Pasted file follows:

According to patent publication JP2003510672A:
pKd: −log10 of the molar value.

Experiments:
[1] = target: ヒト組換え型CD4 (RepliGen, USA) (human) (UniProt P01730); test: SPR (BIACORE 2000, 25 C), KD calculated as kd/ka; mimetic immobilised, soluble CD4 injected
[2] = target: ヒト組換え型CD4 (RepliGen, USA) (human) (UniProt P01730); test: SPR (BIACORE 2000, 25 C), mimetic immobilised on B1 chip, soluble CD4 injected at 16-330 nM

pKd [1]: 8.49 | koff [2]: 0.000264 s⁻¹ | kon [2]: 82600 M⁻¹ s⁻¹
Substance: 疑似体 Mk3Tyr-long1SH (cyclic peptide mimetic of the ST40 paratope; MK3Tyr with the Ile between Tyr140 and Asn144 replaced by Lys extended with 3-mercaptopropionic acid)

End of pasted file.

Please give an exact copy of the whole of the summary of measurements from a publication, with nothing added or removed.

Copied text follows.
According to patent publication JP2003510672A:
pKd: −log10 of the molar value.

Experiments:
[1] = target: ヒト組換え型CD4 (RepliGen, USA) (human) (UniProt P01730); test: SPR (BIACORE 2000, 25 C), KD calculated as kd/ka; mimetic immobilised, soluble CD4 injected
[2] = target: ヒト組換え型CD4 (RepliGen, USA) (human) (UniProt P01730); test: SPR (BIACORE 2000, 25 C), mimetic immobilised on B1 chip, soluble CD4 injected at 16-330 nM

pKd [1]: 8.49 | koff [2]: 0.000264 s⁻¹ | kon [2]: 82600 M⁻¹ s⁻¹
Substance: 疑似体 Mk3Tyr-long1SH (cyclic peptide mimetic of the ST40 paratope; MK3Tyr with the Ile between Tyr140 and Asn144 replaced by Lys extended with 3-mercaptopropionic acid)